Coping with Depression

Here are some ideas to help you cope with depression—from people who have found them to be helpful in their own lives.

girl crying FTR TSP 179007478Remember: It’s OK to Cry

Clinical depression is not the same as depression associated with grief. When his friend Lazarus died, Jesus wept. Being a Christian doesn’t mean being happy all the time. It’s OK to be sad. It’s OK to cry.

—Gina Lee

devozine Fitness Test FTR TSP 119455375

Being depressed sucked up all my energy; but when I forced myself to take brisk walks every day, my spirits eventually lifted. Walking outside helped because natural light decreases depression.


Express Your Feelings

My counselor assured me that my feelings of anger and hopelessness were normal. She encouraged me to talk about my feelings with close friends so that they could support me too.

Bible Reading Guy2 TS 137299797Rely on God’s Word

I wrote Bible verses on index cards and read them for encouragement throughout the day. Listening to Christian music and focusing on the lyrics also helped me to rely on God’s promises rather than on my feelings.

—Elizabeth Irby

Hear and Tell Faith Stories

I’ve been so depressed that I’ve considered suicide—as if that would solve anything. I was online reading about suicide when I came across stories of faith and hope in Jesus. Jesus saved my life. When your life seems hopeless, look to Jesus—and to people of faith.

teen comforting friend Ftr TSP 114333866Look for God’s Blessings

A good friend, good nutrition, and communion with God can help depression. God did not get angry with Elijah for being depressed. Instead God loved him, fed him, and led him to a friend. (See 1 Kings 19:4–8, 19:19–21.) When you’re down, look for the blessings God is sending your way.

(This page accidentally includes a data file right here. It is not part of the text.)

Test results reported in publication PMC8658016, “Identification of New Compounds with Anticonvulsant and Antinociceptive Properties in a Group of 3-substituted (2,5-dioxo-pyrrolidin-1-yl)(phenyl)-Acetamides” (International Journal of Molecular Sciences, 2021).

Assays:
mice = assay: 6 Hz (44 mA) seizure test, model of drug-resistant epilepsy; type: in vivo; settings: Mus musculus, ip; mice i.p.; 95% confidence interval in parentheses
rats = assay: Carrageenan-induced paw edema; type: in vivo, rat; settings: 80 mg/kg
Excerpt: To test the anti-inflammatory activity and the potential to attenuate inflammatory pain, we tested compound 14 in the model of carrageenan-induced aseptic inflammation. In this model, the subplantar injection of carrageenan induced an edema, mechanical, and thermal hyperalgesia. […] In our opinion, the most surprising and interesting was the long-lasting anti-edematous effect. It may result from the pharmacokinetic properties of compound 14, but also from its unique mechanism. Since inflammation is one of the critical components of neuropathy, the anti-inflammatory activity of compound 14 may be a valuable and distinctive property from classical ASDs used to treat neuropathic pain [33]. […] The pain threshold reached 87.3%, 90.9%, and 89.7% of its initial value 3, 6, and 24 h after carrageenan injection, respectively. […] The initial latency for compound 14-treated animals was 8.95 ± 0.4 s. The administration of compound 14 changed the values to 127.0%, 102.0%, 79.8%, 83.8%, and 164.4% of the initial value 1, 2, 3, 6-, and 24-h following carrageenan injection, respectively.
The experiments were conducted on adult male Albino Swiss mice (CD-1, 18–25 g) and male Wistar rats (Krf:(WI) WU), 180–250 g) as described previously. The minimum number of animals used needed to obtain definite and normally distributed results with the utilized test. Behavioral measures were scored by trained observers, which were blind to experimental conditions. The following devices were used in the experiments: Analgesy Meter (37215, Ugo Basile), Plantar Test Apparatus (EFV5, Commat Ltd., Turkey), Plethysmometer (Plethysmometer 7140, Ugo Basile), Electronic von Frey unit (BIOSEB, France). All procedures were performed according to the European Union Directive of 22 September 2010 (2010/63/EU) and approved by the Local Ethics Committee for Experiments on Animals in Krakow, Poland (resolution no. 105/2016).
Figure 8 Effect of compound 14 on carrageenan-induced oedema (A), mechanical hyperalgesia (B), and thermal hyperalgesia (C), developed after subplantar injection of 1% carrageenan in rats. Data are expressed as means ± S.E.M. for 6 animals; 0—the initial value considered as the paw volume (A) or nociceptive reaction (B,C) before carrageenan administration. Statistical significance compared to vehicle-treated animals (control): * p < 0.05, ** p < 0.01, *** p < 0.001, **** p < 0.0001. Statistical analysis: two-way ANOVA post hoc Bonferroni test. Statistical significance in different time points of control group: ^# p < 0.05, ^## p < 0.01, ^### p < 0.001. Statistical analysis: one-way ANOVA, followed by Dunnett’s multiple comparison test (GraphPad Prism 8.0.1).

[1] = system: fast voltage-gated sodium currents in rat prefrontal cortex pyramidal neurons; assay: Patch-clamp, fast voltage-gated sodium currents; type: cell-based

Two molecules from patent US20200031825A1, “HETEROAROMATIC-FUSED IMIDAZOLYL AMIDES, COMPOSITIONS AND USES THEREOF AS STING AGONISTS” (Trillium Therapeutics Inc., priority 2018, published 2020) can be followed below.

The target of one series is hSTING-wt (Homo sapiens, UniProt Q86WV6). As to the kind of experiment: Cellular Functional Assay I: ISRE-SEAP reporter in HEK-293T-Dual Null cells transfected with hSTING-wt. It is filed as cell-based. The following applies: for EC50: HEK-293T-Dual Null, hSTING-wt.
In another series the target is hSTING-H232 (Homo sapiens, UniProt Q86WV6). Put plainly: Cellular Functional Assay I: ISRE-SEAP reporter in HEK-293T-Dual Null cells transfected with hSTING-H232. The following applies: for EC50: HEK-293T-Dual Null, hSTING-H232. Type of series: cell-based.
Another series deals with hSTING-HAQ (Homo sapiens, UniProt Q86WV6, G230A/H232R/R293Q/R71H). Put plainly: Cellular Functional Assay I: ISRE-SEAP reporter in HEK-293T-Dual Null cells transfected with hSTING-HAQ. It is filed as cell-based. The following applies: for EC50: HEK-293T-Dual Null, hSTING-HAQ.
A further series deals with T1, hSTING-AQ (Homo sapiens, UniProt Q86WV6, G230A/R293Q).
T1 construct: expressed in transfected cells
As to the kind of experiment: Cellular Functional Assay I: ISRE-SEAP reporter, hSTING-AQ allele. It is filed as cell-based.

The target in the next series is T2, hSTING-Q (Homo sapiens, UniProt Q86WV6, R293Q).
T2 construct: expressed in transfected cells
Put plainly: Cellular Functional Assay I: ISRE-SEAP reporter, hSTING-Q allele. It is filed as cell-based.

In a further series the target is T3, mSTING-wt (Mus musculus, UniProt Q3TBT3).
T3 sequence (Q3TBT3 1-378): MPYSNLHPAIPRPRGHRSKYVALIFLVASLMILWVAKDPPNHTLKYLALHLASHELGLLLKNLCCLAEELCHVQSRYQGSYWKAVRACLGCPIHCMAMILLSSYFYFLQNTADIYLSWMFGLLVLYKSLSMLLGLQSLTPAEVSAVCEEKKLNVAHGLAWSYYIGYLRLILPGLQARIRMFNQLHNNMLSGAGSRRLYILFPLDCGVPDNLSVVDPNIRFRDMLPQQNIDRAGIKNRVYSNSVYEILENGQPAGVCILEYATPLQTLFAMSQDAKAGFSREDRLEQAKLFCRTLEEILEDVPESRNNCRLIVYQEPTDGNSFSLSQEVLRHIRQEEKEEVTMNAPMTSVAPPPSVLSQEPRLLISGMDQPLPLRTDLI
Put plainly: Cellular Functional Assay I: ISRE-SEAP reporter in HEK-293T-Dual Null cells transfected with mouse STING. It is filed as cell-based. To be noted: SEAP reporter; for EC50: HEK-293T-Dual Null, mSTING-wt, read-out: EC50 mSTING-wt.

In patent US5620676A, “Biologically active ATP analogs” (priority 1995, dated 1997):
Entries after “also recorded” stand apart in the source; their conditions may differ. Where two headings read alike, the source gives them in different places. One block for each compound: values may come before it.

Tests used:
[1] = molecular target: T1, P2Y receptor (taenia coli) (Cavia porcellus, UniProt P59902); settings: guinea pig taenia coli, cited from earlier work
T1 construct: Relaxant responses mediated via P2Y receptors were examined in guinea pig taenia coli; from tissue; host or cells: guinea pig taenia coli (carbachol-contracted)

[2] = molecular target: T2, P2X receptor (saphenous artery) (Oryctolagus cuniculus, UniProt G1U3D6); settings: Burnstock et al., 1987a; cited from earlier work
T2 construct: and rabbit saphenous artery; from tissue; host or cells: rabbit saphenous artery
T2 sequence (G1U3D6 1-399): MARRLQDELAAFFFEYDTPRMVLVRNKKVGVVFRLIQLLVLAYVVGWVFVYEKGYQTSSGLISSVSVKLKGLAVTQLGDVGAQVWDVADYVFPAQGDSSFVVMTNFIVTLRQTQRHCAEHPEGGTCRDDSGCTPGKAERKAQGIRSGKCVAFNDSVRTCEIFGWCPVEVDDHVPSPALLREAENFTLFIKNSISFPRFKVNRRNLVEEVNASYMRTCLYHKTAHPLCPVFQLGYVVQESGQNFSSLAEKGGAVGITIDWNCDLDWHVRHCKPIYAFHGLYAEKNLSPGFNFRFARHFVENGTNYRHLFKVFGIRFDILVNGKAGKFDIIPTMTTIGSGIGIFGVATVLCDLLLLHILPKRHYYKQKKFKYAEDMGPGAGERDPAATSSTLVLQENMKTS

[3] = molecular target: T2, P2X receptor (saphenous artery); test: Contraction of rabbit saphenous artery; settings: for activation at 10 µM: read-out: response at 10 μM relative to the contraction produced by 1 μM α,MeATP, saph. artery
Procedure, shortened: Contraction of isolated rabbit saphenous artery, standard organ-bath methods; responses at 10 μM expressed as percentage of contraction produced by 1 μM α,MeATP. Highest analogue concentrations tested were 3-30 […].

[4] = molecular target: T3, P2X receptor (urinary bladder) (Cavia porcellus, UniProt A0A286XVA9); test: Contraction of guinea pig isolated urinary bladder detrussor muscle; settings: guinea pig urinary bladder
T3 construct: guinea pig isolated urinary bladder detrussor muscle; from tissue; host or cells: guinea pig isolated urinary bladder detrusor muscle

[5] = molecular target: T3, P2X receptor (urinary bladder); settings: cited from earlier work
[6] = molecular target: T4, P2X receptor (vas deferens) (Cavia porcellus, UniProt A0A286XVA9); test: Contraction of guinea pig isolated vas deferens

—Jason Ricciardi


I struggle with depression every day. One thing that helps me is to go to my room to kneel and pray. Then I feel better about myself and about all that is going on around me.

—Brian Lloyd

Seek Help

Though talking to friends is helpful, your peers may not have the ability or wisdom to help you climb out of depression. It’s important to talk to an adult you trust—a parent, guardian, teacher, pastor, youth pastor, youth group leader—or to seek professional help.

devozine Journaling TS 78395952Write Through It

Writing in a journal can help you to express your emotions and to discover patterns that cause you to spiral downward. Ask yourself: When do I feel depressed? What events trigger or contribute to my depression? How does depression affect me? How does my faith help me to deal with depression?

Confide in God

God walks with us through the darkest valleys. God hurts when we hurt and gives us hope when we feel hopeless. Seek out and confide in God.

—Teena Stewart



Think of people you know who are depressed. Pray for them. Offer them help and the reassurance of God’s love.

If you are struggling with depression, try some of the ideas in this article to help you cope. And remember: God is with you.


If you are depressed and need help immediately, talk to a trusted adult, contact a doctor or counselor in your area, or call the National Alliance for the Mentally Ill at 1-800-950-NAMI (6264). Depression doesn’t have to ruin your life.

To learn more, read “Normal Now,” another article about depression by youth therapist Jim Still-Pepper.

— from devozine (November/December 2004). Copyright © 2004 by Upper Room Ministries. All rights reserved.

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